- How could a child reason about this task without your manipulative? Describe possible approaches or solutions and hiccups.
- How could a child reason about this task with your manipulative? Describe possible approaches or solutions and hiccups.
- Can you think of other possibilities for reasoning that your manipulative affords a child? (Actually, maybe you could all ask your child this question at the end of your final interview! That is, you could all ask, “Can make up another math problem you could solve with this manipulative?”).
- How is the user of your manipulative supposed to learn from working with your design?
- How does the design of your technology reflect your understanding of what mathematics is and of how learning happens?
- What was especially important to you as you designed your manipulative? Were there features that you had to let go of?
- What would it mean for your project to be successful in terms of learning? What would it mean if it were to fail to work?
FINAL REFLECTION
Look back on what you had learned about design and working with your child, including anything you would change about the interview or design.
A short research paper, typed and carefully edited. As a rough estimate, shoot for 10 pages. You will also present your manipulative to the class and create a tri-fold poster board or 5-slide PPT that includes: 1) the intended purpose of the manipulative, 2) the corresponding task you created, and 3) your findings from the implementation of that task with an intended user.
This paper is called a design case. This design case will be a description of a manipulative that has been intentionally designed and an in-depth explanation of the rationale for the design, including how that design came to be the way it is. Use the following sections as section headings in your paper. Substantive connections to course readings are expected in all sections (provide citations).
- Introduction: Introduce the project and state its purpose (e.g., “The purpose of this project is for you to design a new physical tool (or “manipulative”) that can be used in teaching a mathematical idea.”). Include how you intend for it to be used in a child’s learning about INSERT YOUR TOPIC HERE. Please include and elaborate, from your Project Rationale, the response to your question, “How does the design of your tool reflect your understanding of what mathematics is and how learning happens?”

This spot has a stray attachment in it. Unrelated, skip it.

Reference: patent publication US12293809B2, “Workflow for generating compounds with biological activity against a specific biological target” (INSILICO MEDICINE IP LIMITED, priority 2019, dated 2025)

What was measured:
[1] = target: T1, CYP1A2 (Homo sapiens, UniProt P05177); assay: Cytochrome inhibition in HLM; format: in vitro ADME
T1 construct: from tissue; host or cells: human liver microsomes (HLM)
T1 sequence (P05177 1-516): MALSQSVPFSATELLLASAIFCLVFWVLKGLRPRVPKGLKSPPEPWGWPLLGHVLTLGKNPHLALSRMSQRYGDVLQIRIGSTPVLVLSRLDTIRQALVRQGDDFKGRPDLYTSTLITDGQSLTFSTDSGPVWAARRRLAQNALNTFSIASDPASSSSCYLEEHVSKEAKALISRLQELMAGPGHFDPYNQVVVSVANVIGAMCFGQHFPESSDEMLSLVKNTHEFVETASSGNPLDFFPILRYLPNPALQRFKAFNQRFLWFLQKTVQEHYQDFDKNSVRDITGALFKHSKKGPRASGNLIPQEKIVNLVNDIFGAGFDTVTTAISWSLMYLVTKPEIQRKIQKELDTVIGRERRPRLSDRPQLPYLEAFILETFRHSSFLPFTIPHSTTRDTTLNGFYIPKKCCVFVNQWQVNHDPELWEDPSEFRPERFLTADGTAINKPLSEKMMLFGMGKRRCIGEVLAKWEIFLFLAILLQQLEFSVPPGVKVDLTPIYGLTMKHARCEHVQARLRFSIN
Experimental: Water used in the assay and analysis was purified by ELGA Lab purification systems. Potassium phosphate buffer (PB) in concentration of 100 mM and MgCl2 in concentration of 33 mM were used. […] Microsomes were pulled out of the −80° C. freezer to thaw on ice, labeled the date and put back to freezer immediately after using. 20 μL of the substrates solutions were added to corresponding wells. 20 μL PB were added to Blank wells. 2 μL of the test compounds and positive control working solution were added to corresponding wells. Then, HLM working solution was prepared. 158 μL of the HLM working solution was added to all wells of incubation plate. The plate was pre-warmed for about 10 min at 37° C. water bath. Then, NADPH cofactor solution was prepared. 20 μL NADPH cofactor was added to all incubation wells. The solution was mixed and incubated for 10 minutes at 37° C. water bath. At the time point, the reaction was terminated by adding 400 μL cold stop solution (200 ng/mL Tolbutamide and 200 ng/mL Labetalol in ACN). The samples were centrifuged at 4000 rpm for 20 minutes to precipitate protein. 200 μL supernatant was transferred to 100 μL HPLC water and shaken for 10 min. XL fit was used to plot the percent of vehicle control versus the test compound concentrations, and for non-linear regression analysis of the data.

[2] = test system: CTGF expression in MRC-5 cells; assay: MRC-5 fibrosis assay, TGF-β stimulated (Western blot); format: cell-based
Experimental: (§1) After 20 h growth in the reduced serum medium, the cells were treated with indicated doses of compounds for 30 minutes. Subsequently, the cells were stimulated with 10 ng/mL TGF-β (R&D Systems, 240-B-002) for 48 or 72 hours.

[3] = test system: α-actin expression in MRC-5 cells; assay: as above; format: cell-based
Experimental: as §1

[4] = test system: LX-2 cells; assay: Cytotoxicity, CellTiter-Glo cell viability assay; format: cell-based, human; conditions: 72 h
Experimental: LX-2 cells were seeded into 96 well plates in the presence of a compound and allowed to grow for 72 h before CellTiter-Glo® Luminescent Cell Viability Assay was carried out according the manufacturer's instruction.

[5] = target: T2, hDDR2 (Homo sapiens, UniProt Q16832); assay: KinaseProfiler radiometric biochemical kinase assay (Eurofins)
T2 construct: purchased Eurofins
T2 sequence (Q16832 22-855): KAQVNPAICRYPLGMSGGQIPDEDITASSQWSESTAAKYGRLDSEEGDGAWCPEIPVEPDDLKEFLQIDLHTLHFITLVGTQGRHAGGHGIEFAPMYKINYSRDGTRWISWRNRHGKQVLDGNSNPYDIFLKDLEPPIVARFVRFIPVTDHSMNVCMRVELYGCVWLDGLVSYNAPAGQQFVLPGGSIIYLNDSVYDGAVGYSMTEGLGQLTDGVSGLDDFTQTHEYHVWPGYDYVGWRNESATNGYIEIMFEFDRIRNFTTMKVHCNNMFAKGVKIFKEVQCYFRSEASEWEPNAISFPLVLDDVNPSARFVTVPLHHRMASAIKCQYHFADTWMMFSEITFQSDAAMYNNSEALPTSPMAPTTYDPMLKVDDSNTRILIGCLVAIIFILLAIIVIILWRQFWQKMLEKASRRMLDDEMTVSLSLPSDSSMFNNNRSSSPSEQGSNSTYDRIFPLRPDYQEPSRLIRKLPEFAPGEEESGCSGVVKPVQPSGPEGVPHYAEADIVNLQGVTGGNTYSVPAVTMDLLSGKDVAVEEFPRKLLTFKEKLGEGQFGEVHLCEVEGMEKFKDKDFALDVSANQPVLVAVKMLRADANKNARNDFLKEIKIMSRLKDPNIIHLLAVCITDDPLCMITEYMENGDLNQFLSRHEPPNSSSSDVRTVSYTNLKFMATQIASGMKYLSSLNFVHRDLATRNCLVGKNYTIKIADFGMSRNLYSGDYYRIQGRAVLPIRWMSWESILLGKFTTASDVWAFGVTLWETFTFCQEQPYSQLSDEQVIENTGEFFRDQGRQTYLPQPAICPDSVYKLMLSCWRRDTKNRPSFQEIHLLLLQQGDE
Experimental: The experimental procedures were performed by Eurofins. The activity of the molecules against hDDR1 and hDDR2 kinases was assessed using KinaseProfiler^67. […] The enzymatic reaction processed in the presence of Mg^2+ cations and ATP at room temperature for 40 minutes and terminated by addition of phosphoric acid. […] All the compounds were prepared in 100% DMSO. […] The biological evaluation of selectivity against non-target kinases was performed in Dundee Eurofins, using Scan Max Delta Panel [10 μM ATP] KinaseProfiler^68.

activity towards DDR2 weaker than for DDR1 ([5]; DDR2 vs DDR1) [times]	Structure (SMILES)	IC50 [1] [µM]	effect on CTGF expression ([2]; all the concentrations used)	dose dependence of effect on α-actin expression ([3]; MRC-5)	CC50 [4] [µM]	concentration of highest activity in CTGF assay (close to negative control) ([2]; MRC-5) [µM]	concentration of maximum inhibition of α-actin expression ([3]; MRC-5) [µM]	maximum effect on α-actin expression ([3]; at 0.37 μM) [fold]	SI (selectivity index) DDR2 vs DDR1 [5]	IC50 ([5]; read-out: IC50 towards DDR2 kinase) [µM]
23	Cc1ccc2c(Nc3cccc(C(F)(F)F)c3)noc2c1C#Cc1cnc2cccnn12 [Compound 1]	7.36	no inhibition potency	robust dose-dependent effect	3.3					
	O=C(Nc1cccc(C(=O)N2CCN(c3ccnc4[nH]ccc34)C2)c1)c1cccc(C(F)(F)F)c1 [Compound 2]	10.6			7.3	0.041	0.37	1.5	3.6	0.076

- Design Idea & Rationale: What is your design idea? How and what is the user of your manipulative supposed to learn from working with your design? Begin with what you’ve already written and then elaborate on how both your manipulative and your rationale have developed since the initial submission. Regarding your design, what new ideas and insights have you had? What challenges have you overcome?
- Key Design Decisions: Simply stated, why does your design look the way it does? You’ve made SO many choices in the design of your manipulative: “Should I add numbers?” “Do things need to be evenly spaced?” “Do size and color matter?” What were some key design decisions that arose as YOU thought about what your manipulative would do and look like, and as you talked about it with others? How does your design reflect your understanding of the relevant mathematical ideas and the struggles students might face as they learn those ideas? What does it say about how you believe people learn mathematics?
- Task Statement: Simply state the tasks you used and your rationale for their design. What did you hope they would help you accomplish? How did you envision your child interacting with your tool as they solved these tasks? Talk about the relationship between the design of your tool and the design of your tasks. What solutions did you envision and anticipate? What kinds of struggles did you envision and anticipate?
- Findings: To whom did you implement your task along with your manipulative? What happened? What did the child learn? [Provide evidence, as you did in your other interviews. Remember, the point of the interview is to discover how the child thinks – not to guide the child to the correct answer. It does not matter if the child solves everything incorrectly or gets to your desired endpoint – you will still learn something about her/his thinking.] Please attach any artifacts from the interview (e.g., worksheets, the child’s written work).
- Reflections: What did you learn (e.g., about design, designing for learning, preparing for teaching)? If you were to engage in another design cycle with your current manipulative and the tasks that go with it, what would you change about their designs? What did you learn from the interview experience? What would you change about it? What are your thoughts about this design experience? [It’s a design study itself.] How was this project valuable to the child you interviewed, and how was it valuable to you as a teacher? What suggestions do you have for modifications to the project?